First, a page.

The decision by some of the country’s commercial banks not to work with the state-run Small Business Bureau (SBB) in pursuit of its Micro and Small Enterprise Development (MSED) programme continues to be a disappointment to the institution but one over which it has no control, Chief Executive Officer Dr Lowell Porter has said.
The MSED programme makes provision for loans of up to $30 million from banks that have signed on to support the programme subject to assessments undertaken by the Bureau to determine whether applying small business owners can qualify for loans before guiding them through the application process. Loan applicants under the MSED project must, however, meet the equity and collateral requirements of the particular financial institution being engaged for the loan. Small business owners who obtain a loan under the MSED project will make re-payments at a reduced interest rate of 6% and will only be required to guarantee 60% of collateral.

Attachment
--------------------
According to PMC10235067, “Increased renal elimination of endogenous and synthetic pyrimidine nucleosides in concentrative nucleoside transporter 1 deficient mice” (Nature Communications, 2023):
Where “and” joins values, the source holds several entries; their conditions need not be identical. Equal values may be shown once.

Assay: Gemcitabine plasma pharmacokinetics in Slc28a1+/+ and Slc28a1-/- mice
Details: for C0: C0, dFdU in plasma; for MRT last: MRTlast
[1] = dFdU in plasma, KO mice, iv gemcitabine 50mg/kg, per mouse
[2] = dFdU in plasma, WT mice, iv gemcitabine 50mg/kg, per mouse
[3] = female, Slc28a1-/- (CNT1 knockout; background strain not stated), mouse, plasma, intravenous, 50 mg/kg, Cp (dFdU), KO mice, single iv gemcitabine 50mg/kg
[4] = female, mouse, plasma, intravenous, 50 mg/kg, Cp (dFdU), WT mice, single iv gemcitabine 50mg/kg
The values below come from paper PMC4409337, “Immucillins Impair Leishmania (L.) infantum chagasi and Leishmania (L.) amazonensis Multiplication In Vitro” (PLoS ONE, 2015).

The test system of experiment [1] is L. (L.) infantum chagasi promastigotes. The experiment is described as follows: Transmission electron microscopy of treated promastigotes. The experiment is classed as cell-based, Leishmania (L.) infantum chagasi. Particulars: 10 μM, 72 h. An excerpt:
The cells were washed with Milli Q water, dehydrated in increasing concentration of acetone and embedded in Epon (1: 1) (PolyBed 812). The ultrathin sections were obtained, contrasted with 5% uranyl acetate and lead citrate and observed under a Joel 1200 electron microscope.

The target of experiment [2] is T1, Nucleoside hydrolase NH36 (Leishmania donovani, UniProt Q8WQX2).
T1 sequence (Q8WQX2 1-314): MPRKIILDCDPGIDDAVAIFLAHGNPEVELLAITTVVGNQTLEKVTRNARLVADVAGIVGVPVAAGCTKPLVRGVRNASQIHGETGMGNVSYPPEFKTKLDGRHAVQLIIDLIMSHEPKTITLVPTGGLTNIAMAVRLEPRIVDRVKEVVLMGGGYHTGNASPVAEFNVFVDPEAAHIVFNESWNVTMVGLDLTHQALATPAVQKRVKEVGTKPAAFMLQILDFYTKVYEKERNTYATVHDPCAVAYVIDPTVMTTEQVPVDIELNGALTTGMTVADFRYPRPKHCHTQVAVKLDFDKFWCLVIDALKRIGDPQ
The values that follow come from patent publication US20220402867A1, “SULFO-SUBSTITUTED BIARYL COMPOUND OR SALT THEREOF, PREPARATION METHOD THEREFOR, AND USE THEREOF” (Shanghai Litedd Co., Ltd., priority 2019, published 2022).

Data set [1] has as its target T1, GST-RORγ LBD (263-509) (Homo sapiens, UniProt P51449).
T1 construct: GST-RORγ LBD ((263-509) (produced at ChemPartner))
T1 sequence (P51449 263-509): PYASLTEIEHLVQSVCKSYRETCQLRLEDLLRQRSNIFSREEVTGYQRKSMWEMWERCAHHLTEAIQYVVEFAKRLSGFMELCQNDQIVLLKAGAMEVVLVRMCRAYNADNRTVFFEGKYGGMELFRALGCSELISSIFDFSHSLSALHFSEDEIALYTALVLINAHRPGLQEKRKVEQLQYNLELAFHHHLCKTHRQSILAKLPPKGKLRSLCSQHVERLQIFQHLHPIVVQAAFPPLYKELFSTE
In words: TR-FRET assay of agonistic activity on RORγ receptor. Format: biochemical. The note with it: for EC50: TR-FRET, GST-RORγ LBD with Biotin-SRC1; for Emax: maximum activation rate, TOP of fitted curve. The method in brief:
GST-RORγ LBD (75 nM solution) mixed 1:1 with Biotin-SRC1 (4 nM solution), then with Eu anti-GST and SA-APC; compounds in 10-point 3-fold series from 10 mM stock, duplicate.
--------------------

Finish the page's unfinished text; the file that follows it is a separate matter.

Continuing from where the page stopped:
Two commercial banks, the Guyana Bank for Trade and Industry and Republic Bank (Guyana) Ltd have signed on to work with clients on the recommendation of the SBB.
However, Porter told a media briefing earlier that the Bureau had “no control” over the banks’ decision-making machinery. He explained that the Bureau customarily assesses the applications of clients to ensure that as far as possible, these are in keeping with the banks’ requirements. However, he stressed that the agency has “zero control” over the final decision. “Once the customer engages the bank, they ask their own questions and make their own decisions,” Porter said.
Meanwhile, Porter has disclosed that applicants seeking loans from those banks currently working with the MSED programme had been subjected to a ‘high rejection rate” insofar as their loan applications are concerned. This, he said, has been the case notwithstanding a repayment delinquency rate of less than ½ percent on loans totaling more than G$1 billion. “We need to ask ourselves why this is so,” Porter said.
Asked to express a view on the reluctance of some commercial banks to work with the MSED programme, Porter said that it may be that some of them are simply not interested in working with government institutions.
Apart from the MSED lending programme through commercial banks, the SBB also offers a grant of up to G$300,000 for start-ups and for enterprises seeking to expand small business operations.